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The Hottest Tool in Campaign Finance Law Enforcement Today Is More Than 100 Years Old

As with Michael Cohen, prosecutors involved in Paul Manafort’s plea deal could again deploy the 1907 Tillman Act, which bans direct contributions from corporations to campaigns

September 18, 2018

The hottest devel­op­ment in campaign finance enforce­ment these days may be the revival of a law that is more than 110 years old. 

It snared former Trump personal lawyer Michael Cohen, and now, with Paul Mana­fort cooper­at­ing with Special Coun­sel Robert Mueller, the Till­man Act could pose prob­lems for the seem­ingly thin line between Donald Trump’s numer­ous busi­ness interests and his campaign. 

Passed in 1907 and named for South Caro­lina Senator Benjamin Till­man, a white suprem­acist Demo­crat, the Till­man Act banned corpor­ate contri­bu­tions to campaigns. As campaign finance regu­la­tion has evolved, the Till­man Act is one of the few remain­ing barri­ers to corpor­ate and union influ­ence in polit­ics. The Act bans direct contri­bu­tions from a corpor­a­tion to candid­ates. 

This hurdle can be easily surmoun­ted, however. All a corpor­a­tion has to do is form its own polit­ical action commit­tee or contrib­ute to one formed by a trade asso­ci­ation, such as AMPAC, “the bipar­tisan polit­ical action commit­tee of the Amer­ican Medical Asso­ci­ation.” 

Defense contractor Northrup Grum­man is a good example of a corpor­ate PAC. About 85 percent of the company’s $25.8 billion in sales last year came from the U.S. govern­ment, so it’s not surpris­ing they have a keen interest in who’s in Congress. So far this elec­tion cycle, the PAC has already spent more than it did on the entire 2016 race, $4.1 million vs. $3.8 million.

And for those who expect the Federal Elec­tion Commis­sion, instead of prosec­utors, to police campaigns, think again. The moribund agency has prac­tic­ally aban­doned enforce­ment. A dozen years ago, the FEC issued $5.9 million in fines. By the 2016 cycle, that number had fallen to a mere $336,000 when $6.4 billion was spent on campaigns. 

Just how lax is the enforce­ment? Let’s put it this way: Your life­time chances of being struck by light­ning are far higher (.03 percent) than a dollar spent on a campaign result­ing in a fine (.006 percent).

Of course, this bleak state of affairs requires a massive over­haul. Until that happens, the Till­man Act is one of the few tools left in campaign law enforce­ment. The Act had a brief renais­sance during the Water­gate era when the iras­cible George Stein­bren­ner, better known as the owner of the New York Yankees, pleaded guilty to campaign finance viol­a­tions for his role in a scheme to funnel $100,000 (worth about $620,000 today) from his Amer­ican Ship Build­ing Company to Richard Nixon’s reelec­tion campaign. (Pres­id­ent Reagan later pardoned Stein­bren­ner for these crimes.)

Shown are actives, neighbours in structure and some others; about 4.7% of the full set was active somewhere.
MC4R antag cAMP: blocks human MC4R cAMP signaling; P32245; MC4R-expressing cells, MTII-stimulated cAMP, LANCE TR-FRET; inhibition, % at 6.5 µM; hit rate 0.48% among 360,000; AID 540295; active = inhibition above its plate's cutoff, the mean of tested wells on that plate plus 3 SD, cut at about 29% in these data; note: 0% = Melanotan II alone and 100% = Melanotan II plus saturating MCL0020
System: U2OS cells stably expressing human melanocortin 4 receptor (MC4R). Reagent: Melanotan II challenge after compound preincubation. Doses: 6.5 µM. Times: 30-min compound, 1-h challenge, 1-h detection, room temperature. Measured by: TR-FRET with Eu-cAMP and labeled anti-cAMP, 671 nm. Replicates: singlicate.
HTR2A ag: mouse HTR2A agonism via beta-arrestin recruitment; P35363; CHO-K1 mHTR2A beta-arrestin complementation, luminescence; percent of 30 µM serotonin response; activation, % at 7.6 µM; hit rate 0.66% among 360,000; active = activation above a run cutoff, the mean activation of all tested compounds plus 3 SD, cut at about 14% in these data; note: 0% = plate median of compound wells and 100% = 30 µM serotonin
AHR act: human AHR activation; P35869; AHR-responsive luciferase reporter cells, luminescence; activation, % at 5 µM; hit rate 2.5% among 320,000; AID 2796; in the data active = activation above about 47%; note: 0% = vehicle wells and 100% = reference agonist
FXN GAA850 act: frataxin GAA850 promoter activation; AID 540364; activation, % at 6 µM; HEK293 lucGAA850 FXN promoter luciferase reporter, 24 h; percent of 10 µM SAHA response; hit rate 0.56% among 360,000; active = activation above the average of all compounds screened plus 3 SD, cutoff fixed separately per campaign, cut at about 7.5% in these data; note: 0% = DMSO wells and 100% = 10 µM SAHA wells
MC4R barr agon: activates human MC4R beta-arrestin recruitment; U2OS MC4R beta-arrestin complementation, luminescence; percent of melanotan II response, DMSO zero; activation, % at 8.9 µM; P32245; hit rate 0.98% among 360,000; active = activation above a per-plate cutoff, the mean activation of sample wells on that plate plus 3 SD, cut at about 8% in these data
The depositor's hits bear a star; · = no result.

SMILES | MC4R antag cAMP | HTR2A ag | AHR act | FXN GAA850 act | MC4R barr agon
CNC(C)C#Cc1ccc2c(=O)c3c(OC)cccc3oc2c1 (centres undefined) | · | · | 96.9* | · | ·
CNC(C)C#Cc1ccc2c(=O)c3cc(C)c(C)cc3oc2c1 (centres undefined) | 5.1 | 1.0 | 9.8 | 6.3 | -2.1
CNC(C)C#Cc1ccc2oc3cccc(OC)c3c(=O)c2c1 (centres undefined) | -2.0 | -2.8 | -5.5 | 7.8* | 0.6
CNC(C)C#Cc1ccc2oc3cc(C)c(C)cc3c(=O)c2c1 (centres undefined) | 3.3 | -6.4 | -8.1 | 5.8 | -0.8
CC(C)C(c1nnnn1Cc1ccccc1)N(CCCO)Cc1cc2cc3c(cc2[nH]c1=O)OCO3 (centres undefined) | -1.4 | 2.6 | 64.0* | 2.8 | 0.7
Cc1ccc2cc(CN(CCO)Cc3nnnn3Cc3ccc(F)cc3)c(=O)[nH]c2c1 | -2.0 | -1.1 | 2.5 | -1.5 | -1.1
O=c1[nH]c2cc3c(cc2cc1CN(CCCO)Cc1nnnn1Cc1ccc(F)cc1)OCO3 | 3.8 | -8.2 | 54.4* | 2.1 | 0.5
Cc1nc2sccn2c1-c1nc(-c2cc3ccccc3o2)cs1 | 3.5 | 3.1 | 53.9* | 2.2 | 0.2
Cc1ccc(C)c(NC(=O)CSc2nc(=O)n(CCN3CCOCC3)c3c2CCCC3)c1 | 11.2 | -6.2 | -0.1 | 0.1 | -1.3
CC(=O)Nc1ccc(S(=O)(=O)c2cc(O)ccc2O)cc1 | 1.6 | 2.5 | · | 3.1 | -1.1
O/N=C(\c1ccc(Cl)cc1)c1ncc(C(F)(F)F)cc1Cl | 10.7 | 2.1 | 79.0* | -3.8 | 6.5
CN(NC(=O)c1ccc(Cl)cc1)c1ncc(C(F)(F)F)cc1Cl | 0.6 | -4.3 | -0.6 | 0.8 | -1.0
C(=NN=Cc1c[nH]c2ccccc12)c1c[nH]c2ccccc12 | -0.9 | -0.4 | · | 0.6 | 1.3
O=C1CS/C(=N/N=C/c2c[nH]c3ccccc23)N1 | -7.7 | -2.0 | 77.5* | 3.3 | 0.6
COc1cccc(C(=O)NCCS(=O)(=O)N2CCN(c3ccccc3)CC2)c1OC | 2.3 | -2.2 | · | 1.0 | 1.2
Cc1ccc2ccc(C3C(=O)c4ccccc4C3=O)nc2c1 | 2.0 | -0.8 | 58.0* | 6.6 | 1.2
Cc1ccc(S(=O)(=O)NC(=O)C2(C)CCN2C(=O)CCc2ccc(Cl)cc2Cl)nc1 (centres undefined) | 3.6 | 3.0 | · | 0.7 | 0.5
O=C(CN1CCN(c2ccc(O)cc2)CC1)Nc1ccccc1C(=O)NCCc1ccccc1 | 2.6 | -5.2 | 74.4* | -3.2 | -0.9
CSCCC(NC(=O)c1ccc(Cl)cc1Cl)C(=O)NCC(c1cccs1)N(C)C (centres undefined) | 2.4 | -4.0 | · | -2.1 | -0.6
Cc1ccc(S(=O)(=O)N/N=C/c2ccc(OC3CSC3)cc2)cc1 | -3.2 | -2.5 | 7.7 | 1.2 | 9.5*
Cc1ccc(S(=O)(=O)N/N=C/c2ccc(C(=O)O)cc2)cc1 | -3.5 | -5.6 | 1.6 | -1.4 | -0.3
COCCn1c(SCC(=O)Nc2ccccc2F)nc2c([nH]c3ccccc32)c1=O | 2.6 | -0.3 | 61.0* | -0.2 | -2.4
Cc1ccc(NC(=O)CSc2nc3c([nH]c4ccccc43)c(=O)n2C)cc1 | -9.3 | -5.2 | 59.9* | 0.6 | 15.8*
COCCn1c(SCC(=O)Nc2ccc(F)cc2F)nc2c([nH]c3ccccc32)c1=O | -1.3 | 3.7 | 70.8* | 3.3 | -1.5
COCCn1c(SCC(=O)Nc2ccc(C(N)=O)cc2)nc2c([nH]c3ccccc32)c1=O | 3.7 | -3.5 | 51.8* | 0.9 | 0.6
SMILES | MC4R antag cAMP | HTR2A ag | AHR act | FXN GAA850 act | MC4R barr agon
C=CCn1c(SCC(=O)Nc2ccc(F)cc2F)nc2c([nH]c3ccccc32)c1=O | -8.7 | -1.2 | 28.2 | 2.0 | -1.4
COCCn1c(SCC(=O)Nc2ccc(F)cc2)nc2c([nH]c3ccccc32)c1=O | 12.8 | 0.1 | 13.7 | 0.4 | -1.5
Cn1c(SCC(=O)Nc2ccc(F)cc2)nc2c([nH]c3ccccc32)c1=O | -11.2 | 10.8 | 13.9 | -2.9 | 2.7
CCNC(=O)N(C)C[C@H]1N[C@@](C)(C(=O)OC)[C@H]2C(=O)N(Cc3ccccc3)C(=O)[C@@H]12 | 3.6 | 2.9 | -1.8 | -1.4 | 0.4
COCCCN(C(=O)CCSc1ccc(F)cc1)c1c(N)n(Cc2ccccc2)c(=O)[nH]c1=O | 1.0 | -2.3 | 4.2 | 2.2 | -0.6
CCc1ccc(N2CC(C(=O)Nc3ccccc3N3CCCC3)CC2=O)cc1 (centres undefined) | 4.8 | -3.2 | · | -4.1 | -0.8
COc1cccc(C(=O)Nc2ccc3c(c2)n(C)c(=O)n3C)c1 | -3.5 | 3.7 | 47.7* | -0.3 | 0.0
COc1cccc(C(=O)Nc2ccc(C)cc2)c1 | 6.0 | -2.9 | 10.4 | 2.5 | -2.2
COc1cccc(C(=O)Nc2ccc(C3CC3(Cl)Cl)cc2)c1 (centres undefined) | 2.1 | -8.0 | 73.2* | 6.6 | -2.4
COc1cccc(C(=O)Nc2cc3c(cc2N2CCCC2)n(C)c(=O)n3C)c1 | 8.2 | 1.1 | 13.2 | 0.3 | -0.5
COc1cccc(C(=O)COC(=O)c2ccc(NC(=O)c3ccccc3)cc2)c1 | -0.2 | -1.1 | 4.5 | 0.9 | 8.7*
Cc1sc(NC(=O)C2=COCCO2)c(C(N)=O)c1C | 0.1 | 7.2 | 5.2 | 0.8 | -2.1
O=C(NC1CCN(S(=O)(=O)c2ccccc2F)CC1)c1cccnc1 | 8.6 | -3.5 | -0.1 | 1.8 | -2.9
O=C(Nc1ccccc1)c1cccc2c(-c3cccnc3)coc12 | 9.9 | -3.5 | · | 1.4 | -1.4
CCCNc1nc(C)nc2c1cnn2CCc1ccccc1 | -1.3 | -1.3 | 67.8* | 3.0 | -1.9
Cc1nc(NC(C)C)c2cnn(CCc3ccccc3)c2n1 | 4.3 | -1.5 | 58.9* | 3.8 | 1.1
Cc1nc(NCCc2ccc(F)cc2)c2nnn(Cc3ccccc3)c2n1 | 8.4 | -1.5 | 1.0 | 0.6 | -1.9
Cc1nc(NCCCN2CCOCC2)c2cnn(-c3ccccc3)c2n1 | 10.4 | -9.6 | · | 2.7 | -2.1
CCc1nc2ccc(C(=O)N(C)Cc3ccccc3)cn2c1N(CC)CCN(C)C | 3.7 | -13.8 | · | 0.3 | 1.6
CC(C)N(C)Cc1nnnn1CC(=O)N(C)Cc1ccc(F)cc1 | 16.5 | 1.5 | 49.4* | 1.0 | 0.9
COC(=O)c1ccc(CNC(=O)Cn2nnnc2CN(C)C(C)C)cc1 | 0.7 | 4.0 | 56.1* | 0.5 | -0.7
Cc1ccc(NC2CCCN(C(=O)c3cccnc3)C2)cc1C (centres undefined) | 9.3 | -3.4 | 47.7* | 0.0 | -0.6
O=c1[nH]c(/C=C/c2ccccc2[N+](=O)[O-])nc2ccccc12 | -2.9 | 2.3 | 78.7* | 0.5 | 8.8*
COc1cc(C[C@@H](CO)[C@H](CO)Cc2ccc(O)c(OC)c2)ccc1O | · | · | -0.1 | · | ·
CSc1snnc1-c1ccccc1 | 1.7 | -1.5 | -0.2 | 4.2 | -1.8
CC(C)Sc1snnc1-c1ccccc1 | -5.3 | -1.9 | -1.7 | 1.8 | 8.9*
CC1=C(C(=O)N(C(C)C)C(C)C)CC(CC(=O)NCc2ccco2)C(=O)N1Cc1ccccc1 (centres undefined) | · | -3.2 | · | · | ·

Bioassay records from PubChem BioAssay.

The Till­man Act reappeared last month when Cohen pleaded guilty to eight crim­inal counts, includ­ing two campaign-finance law viol­a­tions. One of those involved the Till­man Act. Cohen admit­ted he “will­fully caus[ed] an unlaw­ful corpor­ate contri­bu­tion” of $150,000 from the National Enquirer’s publisher to pay for former Play­boy model Karen McDou­gal’s story about her alleged affair with Trump. Cohen poin­ted a finger directly at the pres­id­ent when he said under oath that the payment had been arranged at the direc­tion of “a candid­ate for federal office” who Cohen’s lawyer said was Trump.  

Just 10 days later, on the last day of August, former Kentucky Repres­ent­at­ive Gerald Lunder­gan, who also once chaired the state Demo­cratic party, and Demo­cratic polit­ical consult­ant Dale Emmons were indicted for viol­at­ing the Till­man Act by making illegal corpor­ate contri­bu­tions in the state’s 2014 U.S. Senate race. Lunder­gan’s daugh­ter, Alison Lunder­gan Grimes, who is Kentuck­y’s Secret­ary of State, made an unsuc­cess­ful bid to unseat GOP incum­bent Senator Mitch McCon­nell. 

Prosec­utors say the total amount of money involved was about $194,000, with Lunder­gan’s company pick­ing up some campaign expenses and paying Emmon­s’s consultancy, about $120,000. And Emmons allegedly spent about $39,000 to pay for the campaign to hire a staffer as well as other expenses. There are no alleg­a­tions that Lunder­gan’s daugh­ter knew about the payments. Both men pleaded not guilty at their first court appear­ance last week. 

When it comes to Trump, it’s possible we may not have heard the last of the Till­man Act. Before Mana­fort agreed to cooper­ate, Bloomberg repor­ted that Manhat­tan federal prosec­utors were “invest­ig­at­ing whether anyone in the Trump organ­iz­a­tion viol­ated campaign-finance laws.” Noting Cohen’s guilty plea, the story added, “Whether others in Trump’s orbit were compli­cit — steer­ing money to bene­fit his campaign without making proper disclos­ures or by exceed­ing federal limits — is not yet clear.”

During the campaign, I high­lighted that there was a heavy money flow from the Trump campaign to the Trump organ­iz­a­tion. That’s legal as long as the campaign paid fair market prices. What is unknown is whether money flowed in the other direc­tion — from the Trump organ­iz­a­tion to the campaign, a possible viol­a­tion of the Till­man Act.

Trump’s reac­tion to Cohen’s admis­sion of campaign misdeeds assumes more reson­ance in light of Mana­fort’s deal. “Michael Cohen plead [sic] guilty to two counts of campaign finance viol­a­tions that are not a crime,” the pres­id­ent tweeted moments after his former “fixer’s” court confes­sion. One need not be Eliot Ness to wonder whether Trump organ­iz­a­tion exec­ut­ives — which include his sons — viol­ated the Till­man Act.

The views expressed are the author’s own and not neces­sar­ily those of the Bren­nan Center for Justice.

(Image: erhui1979/Getty)